Co. pacts with Newmarket to develop, produce, finance projects

Addressing what they see as a shortage of independent film financiers in the movie business, Neal Moritz’s Original Films and Newmarket Capital Group have pacted to develop, produce and finance a slate of genre films.

The newly inked, four-year joint venture — which will operate under the Original banner — is aimed at building a library by producing three or four films per year with budgets ranging from $5 million to $25 million. Newmarket is providing the $100 million line of credit from its sources. This facility, according to Moritz, also would be used to co-finance bigger-budgeted films produced through a major studio.

The first pic under the new arrangement is the $11 million “Cruel Inventions,” starring Sarah Michelle Gellar, Ryan Phillippe, Reese Witherspoon, Christine Baranski, Swoosie Kurtz and Joshua Jackson. Roger Kumble wrote the modern-day interpretation of “Dangerous Liaisons” and also takes on helming chores. Pic goes before the cameras in April.

Col grabs global rights

Columbia picked up worldwide rights, excluding Japan, France, Germany, Spain and Italy, where distribution is handled by Summit Entertainment. Original has licensed the film to Columbia for 20 years.

Original Films’ intended distribution strategy follows a blueprint established by ventures such as Mandalay Entertainment and Cinergi Pictures, both of which have used Patrick Wachsberger’s Summit Entertainment to distribute their films in many international territories.

At this time the relationship between Original and Summit is informal, but principals didn’t rule out a more formalized arrangement in the near future.

Newmarket’s William Tyrer said Original “will do straight output deals in certain international territories where we will have strong relationships. The rest of the world will be handled by a sales company, although our domestic studio partner may take some international territories too.”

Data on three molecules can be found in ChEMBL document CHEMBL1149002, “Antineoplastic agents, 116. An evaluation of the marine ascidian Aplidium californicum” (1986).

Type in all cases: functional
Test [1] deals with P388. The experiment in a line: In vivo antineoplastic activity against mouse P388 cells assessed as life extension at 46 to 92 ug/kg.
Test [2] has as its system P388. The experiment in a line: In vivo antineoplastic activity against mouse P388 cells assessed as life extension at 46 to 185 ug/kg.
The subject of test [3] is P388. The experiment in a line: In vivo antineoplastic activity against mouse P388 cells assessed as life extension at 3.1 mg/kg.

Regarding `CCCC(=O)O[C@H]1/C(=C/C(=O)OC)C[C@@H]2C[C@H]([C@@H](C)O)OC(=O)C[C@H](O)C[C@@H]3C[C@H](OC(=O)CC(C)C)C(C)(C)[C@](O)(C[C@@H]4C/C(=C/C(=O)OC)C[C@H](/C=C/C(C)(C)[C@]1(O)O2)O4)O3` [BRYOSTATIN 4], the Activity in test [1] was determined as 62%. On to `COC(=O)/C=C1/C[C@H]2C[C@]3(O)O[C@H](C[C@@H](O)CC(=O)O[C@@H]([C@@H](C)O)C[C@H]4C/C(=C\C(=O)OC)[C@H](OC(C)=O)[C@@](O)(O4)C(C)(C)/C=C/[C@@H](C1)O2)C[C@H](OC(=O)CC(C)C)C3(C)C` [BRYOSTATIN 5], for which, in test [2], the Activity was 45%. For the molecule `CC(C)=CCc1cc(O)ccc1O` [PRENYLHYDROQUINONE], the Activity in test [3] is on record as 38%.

Talks for new studio

Original currently has a first-look deal with Sony Pictures Entertainment. That arrangement expires in October, and Moritz and Tyrer are currently in negotiations with several parties for a new domestic studio deal, which they expect will be finalized in a few weeks. Sony is understood to be one of the studios the now independently flush Original is talking with.

Moritz said he has several projects in development that may fall under this new deal, but won’t discuss them until a studio deal is secured.

With the Newmarket backing, Moritz said the intent behind the Original/Newmarket pact is to produce commercially viable genre films, which would fill a void left by the studios’ concentration on blockbuster pictures.

“The main emphasis of our new venture will be to create movies that appeal to the youth in all of us,” said Moritz, who most recently produced the teen horror pic “I Know What You Did Last Summer.”

“The industry is hungry for high-quality, smaller-budgeted genre films, and I am confident that with the backing of a solid, reputable company such as Newmarket Capital, we will succeed in this new venture.”

Original was formed in 1993 when feature producer Moritz teamed with commercial producer Bruce Mellon. Since then, the company has produced “I Know What You Did Last Summer,” “Volcano” and “Juice.” Upcoming projects include “The Rat Pack” for HBO; “I Know What You Did Last Summer II” for Sony; “Urban Legend” for Phoenix Pictures; “Witch Hunt” for MGM; and “Freelancer” for 20th Century Fox.

Newmarket is a Los Angeles-based investment group created in 1994 by former Lloyds Bank execs Tyrer and Chris Ball. The company was established to make investments in, and loans for, independent film projects utilizing their own capital re-sources. The firm provides funding for approximately 12 to 15 pics a year, with financing terms ranging from fully collateralized loans to 100% investments.

Recent Newmarket funded projects include Todd Haynes’ “Velvet Goldmine,” Gregg Araki’s latest film, “Splendor,” and Mike Figgis’ newest, “The Loss of Sexual Innocence.”

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